Friday on Access Utah we’ll hear from some of the 16 Moab students who showed up recently for the town’s first “Rock Camp.” Then from the UPR series “My Address Is…” we’ll meet Don Baldwin, who grew up in Salt Lake City but decided as a young man that he wanted to be a dairy farmer; and the Landau family, who live in the city and bike to work and hike from home.
Finally we’ll talk to a woman whose address is often “The Road:” National Geographic photographer, Karen Kasmauski, who explores how science allows us to understand ourselves and how that shapes our destiny.
In the fifth century BC, the Greek historian Herodotus wrote of a high plateau in a mountainous region where there were gold-digging ants. This launched the myth of Tibet as a place of beauty, riches and peace. University of Cambridge Professors, Lezlee Brown Halper and Stefan Halper, were invited to visit Tibet in 1997 as guests of the Chinese government.
This is program originally broadcast on December 10, 2013.
Utah has been the focal point for many brave settlers yearning for a new way of life. While Utah's Mormon legacy is well documented, there are lesser-known stories that contribute to the state's history. In “Hidden History of Utah,” public historian, author and history columnist Eileen Hallet Stone looks into the state's forgotten past and presents a revelatory collection of tales culled from her Salt Lake Tribune "Living History" column.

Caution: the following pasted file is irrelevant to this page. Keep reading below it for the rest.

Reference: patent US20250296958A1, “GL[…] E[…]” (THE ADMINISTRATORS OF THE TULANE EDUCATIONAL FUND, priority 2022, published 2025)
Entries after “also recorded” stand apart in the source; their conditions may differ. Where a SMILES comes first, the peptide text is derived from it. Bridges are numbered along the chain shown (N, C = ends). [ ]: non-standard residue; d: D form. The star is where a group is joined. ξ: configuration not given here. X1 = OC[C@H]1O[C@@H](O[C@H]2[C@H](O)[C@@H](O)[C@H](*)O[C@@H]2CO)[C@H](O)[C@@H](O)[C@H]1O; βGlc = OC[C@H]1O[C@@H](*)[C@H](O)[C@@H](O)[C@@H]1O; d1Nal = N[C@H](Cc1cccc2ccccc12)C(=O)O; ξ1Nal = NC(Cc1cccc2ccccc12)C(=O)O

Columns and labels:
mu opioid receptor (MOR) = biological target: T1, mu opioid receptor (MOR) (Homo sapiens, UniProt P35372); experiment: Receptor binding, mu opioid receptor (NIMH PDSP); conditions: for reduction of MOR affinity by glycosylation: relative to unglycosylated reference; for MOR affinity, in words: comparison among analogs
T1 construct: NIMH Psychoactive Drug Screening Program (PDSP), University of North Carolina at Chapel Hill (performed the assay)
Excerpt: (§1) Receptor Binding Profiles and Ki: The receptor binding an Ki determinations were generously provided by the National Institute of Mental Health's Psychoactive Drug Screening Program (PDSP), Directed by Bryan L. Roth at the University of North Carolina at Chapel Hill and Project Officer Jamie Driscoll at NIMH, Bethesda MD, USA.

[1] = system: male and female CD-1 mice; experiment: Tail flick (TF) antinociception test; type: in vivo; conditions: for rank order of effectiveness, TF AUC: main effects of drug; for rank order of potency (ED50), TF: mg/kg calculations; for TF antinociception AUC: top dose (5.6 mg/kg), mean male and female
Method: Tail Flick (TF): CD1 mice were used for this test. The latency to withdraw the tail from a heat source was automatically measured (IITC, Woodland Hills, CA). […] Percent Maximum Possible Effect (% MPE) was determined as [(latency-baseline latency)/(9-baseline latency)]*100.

We’re going to gather Utah writers to reflect on the environment for Earth Day 2014. Where are we with regard to the environment and the land we love? What progress has been made? What are the most pressing current problems?
In our increasingly polarized society, there are constant calls for compromise, for coming together. For many, these are empty talking points—for Lucy Moore, they are a life's work. As an environmental mediator, she has spent the past quarter century resolving conflicts that appeared utterly intractable.
On the show this week, I feature the lush harmonies of the new duo The Sea The Sea, and the honey voiced songs of Robby Hecht. I’ll also play songs from new releases by Justin Roth, We’re About 9, and the Waymores, among other talented artists. Join me this Saturday, at 8pm, for Fresh Folk, on Utah Public Radio.
Twenty years ago, beginning on April 6 1994, more than 800,000 people were killed in Rwanda in a horrific genocide that spanned 100 days. Genocide continues to be a tragic global issue. Paul Rusesabagina, whose autobiography “AN ORDINARY MAN,” inspired the film “Hotel Rwanda,” will join us from Brussels Belgium.
As the manager of the exclusive Hotel Milles Collines he sheltered more than 1,200 Tutsis and Hutu moderates from the mass killing going on around him. In his book, he relates the anguish of those who saw loved ones brutally murdered, and describes his ambivalence at pouring scotch and lighting the cigars of killers in the Swimming Pool bar, even as he was trying to cram as many refugees as possible inside the guest rooms upstairs.
What do you call backyard precipitation measuring enthusiasts? CoCoRaHS, of course! Today's program explores the Community Collaborative Rain, Hail & Snow Network, along with a glimpse into the Moab Youth Garden Project, and the latest Petals and Prose with Helen Cannon.
The $1,000 genome has long been considered a milestone—the price at which sequencing can finally go mainstream. Companies such as 23andMe provide inexpensive consumer tests that examine about half a million points of a person’s DNA sequence. But until now investigating all 3 billion base pairs that make up a human’s genome cost $10,000 or more.